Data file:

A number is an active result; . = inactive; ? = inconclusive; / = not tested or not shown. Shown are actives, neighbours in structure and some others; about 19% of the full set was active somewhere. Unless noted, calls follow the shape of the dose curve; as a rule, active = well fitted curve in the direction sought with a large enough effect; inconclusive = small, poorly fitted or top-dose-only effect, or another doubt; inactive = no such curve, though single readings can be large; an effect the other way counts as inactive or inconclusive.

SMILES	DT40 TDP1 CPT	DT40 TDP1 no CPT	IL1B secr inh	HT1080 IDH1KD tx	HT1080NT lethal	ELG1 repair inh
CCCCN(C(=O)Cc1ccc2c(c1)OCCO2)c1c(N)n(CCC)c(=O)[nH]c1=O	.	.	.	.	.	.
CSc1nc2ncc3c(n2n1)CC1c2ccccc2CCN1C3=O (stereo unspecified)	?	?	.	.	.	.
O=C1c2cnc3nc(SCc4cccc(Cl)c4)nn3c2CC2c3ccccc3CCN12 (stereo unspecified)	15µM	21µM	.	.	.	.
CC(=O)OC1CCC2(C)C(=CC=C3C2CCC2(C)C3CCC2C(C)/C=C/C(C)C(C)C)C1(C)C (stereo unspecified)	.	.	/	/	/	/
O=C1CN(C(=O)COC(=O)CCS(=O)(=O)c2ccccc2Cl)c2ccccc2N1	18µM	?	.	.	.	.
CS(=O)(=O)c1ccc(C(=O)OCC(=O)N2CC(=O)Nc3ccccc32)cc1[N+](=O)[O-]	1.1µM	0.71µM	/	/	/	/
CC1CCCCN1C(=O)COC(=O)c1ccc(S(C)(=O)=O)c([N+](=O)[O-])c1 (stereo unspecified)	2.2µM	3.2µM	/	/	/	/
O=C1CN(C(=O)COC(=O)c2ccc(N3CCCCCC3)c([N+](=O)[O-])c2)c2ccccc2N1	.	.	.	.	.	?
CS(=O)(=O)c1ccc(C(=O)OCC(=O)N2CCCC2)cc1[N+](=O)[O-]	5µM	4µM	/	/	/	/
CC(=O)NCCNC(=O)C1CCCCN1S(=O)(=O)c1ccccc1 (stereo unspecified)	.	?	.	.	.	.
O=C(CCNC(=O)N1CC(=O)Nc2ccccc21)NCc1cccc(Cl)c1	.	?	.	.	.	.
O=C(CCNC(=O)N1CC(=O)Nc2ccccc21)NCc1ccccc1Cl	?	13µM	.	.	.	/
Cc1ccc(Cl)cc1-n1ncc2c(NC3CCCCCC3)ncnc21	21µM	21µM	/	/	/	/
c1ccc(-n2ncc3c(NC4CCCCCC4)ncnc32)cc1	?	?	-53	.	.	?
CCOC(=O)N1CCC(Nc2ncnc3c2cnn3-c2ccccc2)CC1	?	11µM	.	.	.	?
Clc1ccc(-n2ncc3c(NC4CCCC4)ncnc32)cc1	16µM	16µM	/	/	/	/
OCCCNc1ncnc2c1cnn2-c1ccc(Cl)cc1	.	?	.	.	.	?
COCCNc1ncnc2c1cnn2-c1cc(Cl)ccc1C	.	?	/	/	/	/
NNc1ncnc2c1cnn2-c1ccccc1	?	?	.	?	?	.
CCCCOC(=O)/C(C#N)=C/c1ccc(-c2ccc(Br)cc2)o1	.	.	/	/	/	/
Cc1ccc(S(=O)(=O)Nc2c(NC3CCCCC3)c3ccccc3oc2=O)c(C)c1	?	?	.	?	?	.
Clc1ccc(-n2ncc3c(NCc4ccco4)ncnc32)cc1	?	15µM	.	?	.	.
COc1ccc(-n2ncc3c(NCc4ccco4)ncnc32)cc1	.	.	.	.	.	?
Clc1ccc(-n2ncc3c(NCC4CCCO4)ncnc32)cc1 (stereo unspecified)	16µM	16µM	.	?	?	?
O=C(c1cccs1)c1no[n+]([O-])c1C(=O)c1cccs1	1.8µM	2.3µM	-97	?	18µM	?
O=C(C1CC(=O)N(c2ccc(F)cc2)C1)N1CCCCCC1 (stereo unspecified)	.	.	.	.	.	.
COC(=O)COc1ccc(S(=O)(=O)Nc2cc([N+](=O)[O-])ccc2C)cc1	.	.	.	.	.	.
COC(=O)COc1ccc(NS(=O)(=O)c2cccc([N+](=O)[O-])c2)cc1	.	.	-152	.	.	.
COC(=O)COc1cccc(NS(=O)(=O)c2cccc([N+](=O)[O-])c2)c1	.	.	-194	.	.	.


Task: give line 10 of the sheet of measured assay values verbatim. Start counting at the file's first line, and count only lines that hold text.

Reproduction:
O=C1CN(C(=O)COC(=O)c2ccc(N3CCCCCC3)c([N+](=O)[O-])c2)c2ccccc2N1	.	.	.	.	.	?